Everyone has a right to complain if they are not happy with the standard of a care service they receive. Care services may be provided by the NHS or your local social services department.
A complaint to the NHS could be about being refused a referral to a diagnostician by your GP, or being refused assessment by NHS diagnosticians. A complaint to social services could be about not getting a community care assessment or, in your view, the right care services.
If you have been waiting a long time for a service or feel that an incorrect decision has been made about your care, then you can make this known to the NHS or your social services department. The organisation will investigate and attempt to put things right.
There are several ways of trying to resolve problems and there is also help available. This information will tell you a bit about some of the complaints procedures you can use.
Social services complaints
If you’re happy with the local authority but have a problem with the service you’re receiving, such as having a home help visit, you should complain to the person who manages that service as well as to the local authority. If your child is attending a residential service such as a children’s home then the organisation that runs the home will have a complaints procedure that you’re entitled to see. If you feel your complaint isn’t being listened to, then whoever is responsible for managing your care package from within the local authority should also be informed.
The complaints procedure for services that children receive from local authorities is a three-stage process. This process is detailed in the Representations Procedure (Children) (Wales) Regulations 2005 and accompanying statutory guidance ‘Listening and learning: a guide to handling complaints and representations in local authority social services in Wales’ (Welsh Assembly, 2006).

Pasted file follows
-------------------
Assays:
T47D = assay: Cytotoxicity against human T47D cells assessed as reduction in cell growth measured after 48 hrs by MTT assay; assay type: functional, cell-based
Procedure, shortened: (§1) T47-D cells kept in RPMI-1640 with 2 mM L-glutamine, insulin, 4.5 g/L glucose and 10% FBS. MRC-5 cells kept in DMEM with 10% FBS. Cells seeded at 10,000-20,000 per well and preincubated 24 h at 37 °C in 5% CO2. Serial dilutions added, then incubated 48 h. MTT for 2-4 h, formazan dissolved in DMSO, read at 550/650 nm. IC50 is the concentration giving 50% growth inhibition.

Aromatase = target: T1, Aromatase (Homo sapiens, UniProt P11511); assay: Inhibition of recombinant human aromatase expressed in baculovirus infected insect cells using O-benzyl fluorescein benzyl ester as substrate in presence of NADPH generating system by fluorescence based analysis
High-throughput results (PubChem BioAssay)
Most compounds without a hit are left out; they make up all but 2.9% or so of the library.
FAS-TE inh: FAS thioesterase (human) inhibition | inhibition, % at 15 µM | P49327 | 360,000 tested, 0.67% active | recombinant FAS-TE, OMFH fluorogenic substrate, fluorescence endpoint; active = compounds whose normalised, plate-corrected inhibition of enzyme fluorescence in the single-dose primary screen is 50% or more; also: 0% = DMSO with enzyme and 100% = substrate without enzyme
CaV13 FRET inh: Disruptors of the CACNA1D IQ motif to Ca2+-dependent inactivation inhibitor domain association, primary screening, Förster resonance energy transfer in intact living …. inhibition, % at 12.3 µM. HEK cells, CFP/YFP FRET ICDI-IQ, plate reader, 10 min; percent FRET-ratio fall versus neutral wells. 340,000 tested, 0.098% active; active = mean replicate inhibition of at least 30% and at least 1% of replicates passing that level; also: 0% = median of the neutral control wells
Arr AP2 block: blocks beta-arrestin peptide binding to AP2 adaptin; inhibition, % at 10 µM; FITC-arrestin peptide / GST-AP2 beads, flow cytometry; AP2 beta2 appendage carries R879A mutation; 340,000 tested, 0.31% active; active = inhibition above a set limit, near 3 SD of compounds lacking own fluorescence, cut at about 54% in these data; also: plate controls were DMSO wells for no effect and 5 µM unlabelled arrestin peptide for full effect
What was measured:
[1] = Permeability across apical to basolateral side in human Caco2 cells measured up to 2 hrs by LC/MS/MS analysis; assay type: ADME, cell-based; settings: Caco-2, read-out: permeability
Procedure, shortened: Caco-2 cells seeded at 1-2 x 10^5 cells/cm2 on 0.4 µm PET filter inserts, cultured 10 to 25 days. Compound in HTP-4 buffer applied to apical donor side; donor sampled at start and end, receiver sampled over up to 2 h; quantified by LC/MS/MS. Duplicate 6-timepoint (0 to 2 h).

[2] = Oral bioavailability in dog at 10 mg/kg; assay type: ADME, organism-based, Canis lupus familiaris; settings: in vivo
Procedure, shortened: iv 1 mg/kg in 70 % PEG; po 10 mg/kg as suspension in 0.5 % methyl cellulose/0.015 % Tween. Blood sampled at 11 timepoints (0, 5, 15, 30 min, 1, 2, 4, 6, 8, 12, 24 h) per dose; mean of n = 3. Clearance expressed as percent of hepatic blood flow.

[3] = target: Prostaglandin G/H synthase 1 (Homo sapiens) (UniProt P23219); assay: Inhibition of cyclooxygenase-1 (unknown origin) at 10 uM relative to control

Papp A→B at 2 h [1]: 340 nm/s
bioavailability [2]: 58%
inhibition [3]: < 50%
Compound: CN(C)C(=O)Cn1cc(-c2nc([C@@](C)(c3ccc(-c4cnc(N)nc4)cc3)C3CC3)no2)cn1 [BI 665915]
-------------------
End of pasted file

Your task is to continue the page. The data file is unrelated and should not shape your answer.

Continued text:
This is the ‘informal local resolution’ stage. This is where the manager who is responsible for the service you have complained about looks into the complaint and aims to respond to you within ten working days. With some complex complaints, the manager can respond to you within 20 working days.
Occasionally a mediation meeting between you, the manager concerned and the complaints manager is offered. This meeting is an opportunity to talk about the complaint and resolve it in person. However, you do not have to go to the meeting and if you do, you do not have to agree to anything. If you decide to go to the meeting, you can usually take an advocate with you for support. (More about advocates further on.)
What if I am not happy with the response to my stage 1 complaint?
Within 20 working days of receiving a stage 1 response, you can write to the complaints manager and ask that the complaint go to the second stage of the process – the ‘formal investigation’ stage. Your complaint will then be investigated in more depth with the involvement of an independent person. This time, you should get a response within 25 working days (or for complex cases, within 65 working days).
What if I am not happy with the response to my stage 2 complaint?
If you are not satisfied with a stage 2 response, you can ask for the complaint go to stage 3 – the ‘review panel’ stage. You must make this request within 20 working days of receiving the stage 2 response.
What happens at stage 3?
At stage 3, the review panel stage, the complaints manager will ask a panel of three independent people to discuss whether the complaint investigation and results were fair. The complaints manager has to do this within 30 working days of receiving your request for a complaint to go to stage 3.
Is there anything else I should know?
Keep copies of all the letters you send to the complaints manager and only ever send copies of important supporting documents. Try not to send the original documents.
If you have attempted to resolve an issue through the complaints process but have not had a satisfactory resolution, you have two options – am ombudsman or judicial review.